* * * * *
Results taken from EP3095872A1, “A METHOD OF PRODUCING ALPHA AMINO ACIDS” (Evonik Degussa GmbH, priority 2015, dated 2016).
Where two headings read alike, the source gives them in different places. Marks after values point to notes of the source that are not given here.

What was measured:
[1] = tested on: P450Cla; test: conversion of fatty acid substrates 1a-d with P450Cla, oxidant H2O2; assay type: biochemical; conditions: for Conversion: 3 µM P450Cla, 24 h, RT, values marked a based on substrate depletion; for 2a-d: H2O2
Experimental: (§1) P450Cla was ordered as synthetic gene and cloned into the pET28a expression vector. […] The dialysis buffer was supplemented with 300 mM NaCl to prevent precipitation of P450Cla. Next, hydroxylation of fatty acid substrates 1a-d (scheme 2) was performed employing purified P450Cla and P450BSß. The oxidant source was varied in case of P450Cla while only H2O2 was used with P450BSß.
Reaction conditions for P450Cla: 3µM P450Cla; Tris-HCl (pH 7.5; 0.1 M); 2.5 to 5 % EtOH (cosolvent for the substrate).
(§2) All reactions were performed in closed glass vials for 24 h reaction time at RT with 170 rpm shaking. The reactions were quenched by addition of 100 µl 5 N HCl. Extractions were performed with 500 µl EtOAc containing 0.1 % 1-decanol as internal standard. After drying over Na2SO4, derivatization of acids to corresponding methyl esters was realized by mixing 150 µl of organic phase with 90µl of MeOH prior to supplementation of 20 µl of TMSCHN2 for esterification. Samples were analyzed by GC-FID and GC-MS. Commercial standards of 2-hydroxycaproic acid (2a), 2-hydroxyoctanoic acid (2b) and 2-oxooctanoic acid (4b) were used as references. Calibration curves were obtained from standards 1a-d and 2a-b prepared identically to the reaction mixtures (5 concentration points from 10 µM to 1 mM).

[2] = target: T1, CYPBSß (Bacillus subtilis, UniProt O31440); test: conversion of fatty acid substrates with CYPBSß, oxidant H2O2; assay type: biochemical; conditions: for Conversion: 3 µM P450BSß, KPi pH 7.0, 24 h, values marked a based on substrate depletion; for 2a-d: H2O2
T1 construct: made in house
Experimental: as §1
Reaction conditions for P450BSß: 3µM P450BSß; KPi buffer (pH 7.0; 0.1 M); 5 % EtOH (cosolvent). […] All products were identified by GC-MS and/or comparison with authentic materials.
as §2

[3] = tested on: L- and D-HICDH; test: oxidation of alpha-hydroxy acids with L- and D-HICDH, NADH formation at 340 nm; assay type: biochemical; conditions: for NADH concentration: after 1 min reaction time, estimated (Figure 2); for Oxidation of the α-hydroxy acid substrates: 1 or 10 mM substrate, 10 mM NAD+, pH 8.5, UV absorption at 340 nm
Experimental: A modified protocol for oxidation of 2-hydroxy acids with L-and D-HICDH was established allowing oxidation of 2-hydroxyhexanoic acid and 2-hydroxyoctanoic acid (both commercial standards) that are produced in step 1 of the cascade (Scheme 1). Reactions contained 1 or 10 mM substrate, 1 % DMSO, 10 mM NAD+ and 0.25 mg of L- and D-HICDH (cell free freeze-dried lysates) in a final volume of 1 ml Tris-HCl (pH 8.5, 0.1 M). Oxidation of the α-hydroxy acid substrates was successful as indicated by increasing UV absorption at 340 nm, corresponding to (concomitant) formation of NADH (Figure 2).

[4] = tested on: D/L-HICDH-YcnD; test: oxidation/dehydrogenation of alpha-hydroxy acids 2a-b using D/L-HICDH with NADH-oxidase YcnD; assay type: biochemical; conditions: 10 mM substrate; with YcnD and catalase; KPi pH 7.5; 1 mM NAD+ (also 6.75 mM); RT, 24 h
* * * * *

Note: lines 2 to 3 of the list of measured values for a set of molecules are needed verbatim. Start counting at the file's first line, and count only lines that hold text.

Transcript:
Where two headings read alike, the source gives them in different places. Marks after values point to notes of the source that are not given here.

What was measured: